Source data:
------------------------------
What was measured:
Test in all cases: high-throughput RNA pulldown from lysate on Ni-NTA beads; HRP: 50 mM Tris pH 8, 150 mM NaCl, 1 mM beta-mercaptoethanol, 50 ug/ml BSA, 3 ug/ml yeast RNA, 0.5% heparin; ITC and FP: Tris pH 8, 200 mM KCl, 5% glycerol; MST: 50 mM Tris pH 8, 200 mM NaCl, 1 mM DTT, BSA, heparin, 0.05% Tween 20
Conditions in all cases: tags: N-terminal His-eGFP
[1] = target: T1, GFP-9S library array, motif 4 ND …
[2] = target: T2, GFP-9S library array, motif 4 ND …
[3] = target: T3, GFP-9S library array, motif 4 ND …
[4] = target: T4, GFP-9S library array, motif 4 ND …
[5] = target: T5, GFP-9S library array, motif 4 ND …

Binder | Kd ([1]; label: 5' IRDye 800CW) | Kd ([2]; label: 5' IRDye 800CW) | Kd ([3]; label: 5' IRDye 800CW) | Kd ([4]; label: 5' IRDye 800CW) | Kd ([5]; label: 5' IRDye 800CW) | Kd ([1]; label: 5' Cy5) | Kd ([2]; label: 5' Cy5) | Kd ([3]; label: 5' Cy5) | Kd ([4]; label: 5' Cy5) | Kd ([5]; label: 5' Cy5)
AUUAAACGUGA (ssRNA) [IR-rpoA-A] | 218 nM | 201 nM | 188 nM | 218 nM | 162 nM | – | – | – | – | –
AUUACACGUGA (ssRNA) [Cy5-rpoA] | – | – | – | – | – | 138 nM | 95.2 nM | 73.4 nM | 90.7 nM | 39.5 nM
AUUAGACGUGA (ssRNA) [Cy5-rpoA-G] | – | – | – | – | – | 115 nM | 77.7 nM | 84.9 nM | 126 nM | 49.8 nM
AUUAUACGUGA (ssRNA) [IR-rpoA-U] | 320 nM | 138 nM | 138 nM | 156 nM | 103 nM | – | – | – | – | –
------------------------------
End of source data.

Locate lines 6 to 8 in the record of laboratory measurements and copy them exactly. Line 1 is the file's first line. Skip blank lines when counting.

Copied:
[3] = target: T3, GFP-9S library array, motif 4 ND …
[4] = target: T4, GFP-9S library array, motif 4 ND …
[5] = target: T5, GFP-9S library array, motif 4 ND …